This review will consider the concept that the development of a mitochondrial dysfunction in adipocytes is an early step in the pathogenesis for type 2 diabetes. Upon expansion of the adipose mass it becomes gradually inflamed and hypoxic. TNF-alpha, locally produced, induces insulin resistance of adipocytes leading to enhanced lipolysis. The excess of fatty acids, in combination with local hypoxia, results in the induction of mitochondrial damage in the adipocytes. As a result of this decline in mitochondrial activity less fatty acids can be removed within adipocytes by uncoupled mitochondrial beta-oxidation and by re-esterification, as mitochondrial activity provides substrates for glyceroneogenesis. As a result these fatty acids redistribute to other compartments of the body where they are stored as ectopic triglyceride deposits. This situation is associated with the development of insulin resistance of the liver and muscle. Furthermore, it contributes to damage the pancreatic beta-cells. Ultimately, this situation results in the development of a hyperglycemic state.
Minerva Med. 2008 Jun;99(3):241-51
Mitochondrial dysfunction in insulin insensitivity: implication of mitochondrial role in type 2 diabetes.
Abundant evidence has been accumulated to suggest that mitochondrial dysfunction is associated with type 2 diabetes. Research findings from this and other laboratories have supported the notion that impaired mitochondrial function is a cause of insulin insensitivity in myocytes and adipocytes as a result of insufficient supply of energy or defects in the insulin signaling pathway. We demonstrated that inhibition of respiration and oxidative phosphorylation by respiratory inhibitors or knockdown of genes involved in mitochondrial biogenesis can impair the differentiation of preadipocytes and response of adipocytes to insulin. Moreover, defective mitochondria also cause a decrease in adiponectin secretion that leads to decline glucose utilization of other tissues. Besides, it has been elucidated that some environmental factors, pollutants, and mitochondrial toxins are involved in the pathogenesis of type 2 diabetes. Taken together, we suggest that mitochondrial dysfunction plays a role in the pathophysiology of insulin insensitivity, and that activation of mitochondrial biogenesis may be an effective strategy in the prevention or treatment of insulin resistance and type 2 diabetes.
Ann N Y Acad Sci. 2010 Jul;1201:157-65
L-carnitine supplementation and physical exercise restore age-associated decline in some mitochondrial functions in the rat.
In mammals, during the aging process, an atrophy of the muscle fibers, an increase in body fat mass, and a decrease in skeletal muscle oxidative capacities occur. Compounds and activities that interact with lipid oxidative metabolism may be useful in limiting damages that occur in aging muscle. In this study, we evaluated the effect of L-carnitine and physical exercise on several parameters related to muscle physiology. We described that supplementing old rats with L-carnitine at 30 mg/kg body weight for 12 weeks (a) allowed the restoration of L-carnitine level in muscle cells, (b) restored muscle oxidative activity in the soleus, and (c) induced positive changes in body composition: a decrease in abdominal fat mass and an increase in muscle capabilities without any change in food intake. Moderate physical exercise was also effective in (a) limiting fat mass gain and (b) inducing an increase in the capacities of the soleus to oxidize fatty acids.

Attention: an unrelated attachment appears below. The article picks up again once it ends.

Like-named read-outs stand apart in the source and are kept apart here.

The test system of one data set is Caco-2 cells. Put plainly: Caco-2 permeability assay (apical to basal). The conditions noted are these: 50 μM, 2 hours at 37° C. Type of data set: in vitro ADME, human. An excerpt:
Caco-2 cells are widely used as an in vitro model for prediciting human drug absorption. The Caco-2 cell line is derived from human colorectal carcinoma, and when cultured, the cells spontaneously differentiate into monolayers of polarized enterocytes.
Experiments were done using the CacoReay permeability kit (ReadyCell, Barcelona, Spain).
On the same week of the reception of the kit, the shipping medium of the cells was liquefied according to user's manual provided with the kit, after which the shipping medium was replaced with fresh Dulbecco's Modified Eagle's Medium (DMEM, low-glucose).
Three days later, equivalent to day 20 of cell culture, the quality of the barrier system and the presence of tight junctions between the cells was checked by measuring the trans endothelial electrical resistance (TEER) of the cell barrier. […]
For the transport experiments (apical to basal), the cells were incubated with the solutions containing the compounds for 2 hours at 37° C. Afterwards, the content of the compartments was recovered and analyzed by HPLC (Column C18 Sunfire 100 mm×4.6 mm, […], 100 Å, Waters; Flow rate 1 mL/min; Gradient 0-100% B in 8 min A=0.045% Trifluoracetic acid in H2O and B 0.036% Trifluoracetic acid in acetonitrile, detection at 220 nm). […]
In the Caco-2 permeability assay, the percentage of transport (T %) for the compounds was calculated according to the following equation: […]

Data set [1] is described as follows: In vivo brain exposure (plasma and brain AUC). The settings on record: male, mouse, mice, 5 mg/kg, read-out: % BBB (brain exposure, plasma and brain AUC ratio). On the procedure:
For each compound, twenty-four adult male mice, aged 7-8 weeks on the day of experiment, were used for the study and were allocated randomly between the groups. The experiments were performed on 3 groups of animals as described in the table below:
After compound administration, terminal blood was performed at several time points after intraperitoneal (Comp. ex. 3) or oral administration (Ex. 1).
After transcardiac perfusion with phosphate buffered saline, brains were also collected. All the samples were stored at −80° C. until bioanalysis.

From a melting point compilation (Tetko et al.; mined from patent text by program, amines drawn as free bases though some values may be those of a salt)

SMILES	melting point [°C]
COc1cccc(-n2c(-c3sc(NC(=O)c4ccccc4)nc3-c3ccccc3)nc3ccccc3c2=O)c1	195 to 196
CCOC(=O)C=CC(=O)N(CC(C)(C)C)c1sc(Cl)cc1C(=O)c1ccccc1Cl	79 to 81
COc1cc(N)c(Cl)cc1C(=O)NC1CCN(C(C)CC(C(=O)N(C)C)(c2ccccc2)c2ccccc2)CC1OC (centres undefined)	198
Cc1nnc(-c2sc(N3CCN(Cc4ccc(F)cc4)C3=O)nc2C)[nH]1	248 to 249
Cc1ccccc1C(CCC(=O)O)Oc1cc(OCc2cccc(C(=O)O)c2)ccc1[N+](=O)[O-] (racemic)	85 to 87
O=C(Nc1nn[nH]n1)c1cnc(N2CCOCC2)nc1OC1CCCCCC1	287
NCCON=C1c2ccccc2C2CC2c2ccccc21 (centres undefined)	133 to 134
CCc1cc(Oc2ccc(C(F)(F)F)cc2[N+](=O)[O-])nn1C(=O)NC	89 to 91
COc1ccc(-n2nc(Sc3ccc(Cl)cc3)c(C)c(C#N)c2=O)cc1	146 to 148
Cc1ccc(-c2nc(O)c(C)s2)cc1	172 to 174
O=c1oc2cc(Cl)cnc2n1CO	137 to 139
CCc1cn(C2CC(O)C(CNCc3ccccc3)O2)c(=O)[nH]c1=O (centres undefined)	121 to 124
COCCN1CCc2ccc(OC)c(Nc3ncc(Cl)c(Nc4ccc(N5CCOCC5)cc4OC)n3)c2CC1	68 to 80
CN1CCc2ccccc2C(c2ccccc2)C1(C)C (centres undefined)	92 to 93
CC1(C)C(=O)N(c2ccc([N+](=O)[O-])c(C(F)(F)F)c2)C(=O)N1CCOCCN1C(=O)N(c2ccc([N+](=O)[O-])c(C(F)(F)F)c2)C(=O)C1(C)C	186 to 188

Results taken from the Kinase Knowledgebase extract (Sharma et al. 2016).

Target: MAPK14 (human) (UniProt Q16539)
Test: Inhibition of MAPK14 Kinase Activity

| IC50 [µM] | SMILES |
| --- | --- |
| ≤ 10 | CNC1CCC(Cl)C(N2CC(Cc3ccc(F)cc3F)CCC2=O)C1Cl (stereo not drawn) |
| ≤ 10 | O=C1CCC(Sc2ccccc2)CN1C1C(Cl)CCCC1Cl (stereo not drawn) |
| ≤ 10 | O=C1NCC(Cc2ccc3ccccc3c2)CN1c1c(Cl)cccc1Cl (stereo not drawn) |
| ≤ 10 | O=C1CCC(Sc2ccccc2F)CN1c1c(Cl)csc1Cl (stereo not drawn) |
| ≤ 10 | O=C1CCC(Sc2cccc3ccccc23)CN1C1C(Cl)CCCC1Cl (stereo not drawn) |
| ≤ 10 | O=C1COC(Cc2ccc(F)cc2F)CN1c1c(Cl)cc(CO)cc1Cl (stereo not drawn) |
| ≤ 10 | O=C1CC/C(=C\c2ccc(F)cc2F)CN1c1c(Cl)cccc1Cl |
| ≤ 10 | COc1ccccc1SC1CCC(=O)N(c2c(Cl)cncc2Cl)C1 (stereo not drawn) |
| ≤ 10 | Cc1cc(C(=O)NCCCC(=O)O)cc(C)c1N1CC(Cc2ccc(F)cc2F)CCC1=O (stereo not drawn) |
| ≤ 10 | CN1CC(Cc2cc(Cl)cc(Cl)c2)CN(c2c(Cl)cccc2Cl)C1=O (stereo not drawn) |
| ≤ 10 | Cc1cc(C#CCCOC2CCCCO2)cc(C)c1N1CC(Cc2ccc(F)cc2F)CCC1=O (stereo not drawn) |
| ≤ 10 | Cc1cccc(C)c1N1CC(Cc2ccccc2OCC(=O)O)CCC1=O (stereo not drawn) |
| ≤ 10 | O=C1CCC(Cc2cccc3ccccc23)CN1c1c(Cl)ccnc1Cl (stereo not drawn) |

J Gerontol A Biol Sci Med Sci. 2008 Oct;63(10):1027-33
Acetyl-L-carnitine supplementation restores decreased tissue carnitine levels and impaired lipid metabolism in aged rats.
The effects of long-term carnitine supplementation on age-related changes in tissue carnitine levels and in lipid metabolism were investigated. The total carnitine levels in heart, skeletal muscle, cerebral cortex, and hippocampus were approximately 20% less in aged rats (22 months old) than in young rats (6 months old). On the contrary, plasma carnitine levels were not affected by aging. Supplementation of acetyl-l-carnitine (ALCAR; 100 mg/kg body weight/day for 3 months) significantly increased tissue carnitine levels in aged rats but had little effect on tissue carnitine levels in young rats. Plasma lipoprotein analyses revealed that triacylglycerol levels in VLDL and cholesterol levels in LDL and in HDL were all significantly higher in aged rats than in young rats. ALCAR treatment decreased all lipoprotein fractions and consequently the levels of triacylglycerol and cholesterol. The reduction in plasma cholesterol contents in ALCAR-treated aged rats was attributable mainly to a decrease of cholesteryl esters rather than to a decrease of free cholesterol. Another remarkable effect of ALCAR was that it decreased the cholesterol content and cholesterol-phospholipid ratio in the brain tissues of aged rats. These results indicate that chronic ALCAR supplementation reverses the age-associated changes in lipid metabolism.
J Lipid Res. 2004 Apr;45(4):729-35
Acetyl-L-carnitine supplementation to old rats partially reverts the age-related mitochondrial decay of soleus muscle by activating peroxisome proliferator-activated receptor gamma coactivator-1alpha-dependent mitochondrial biogenesis.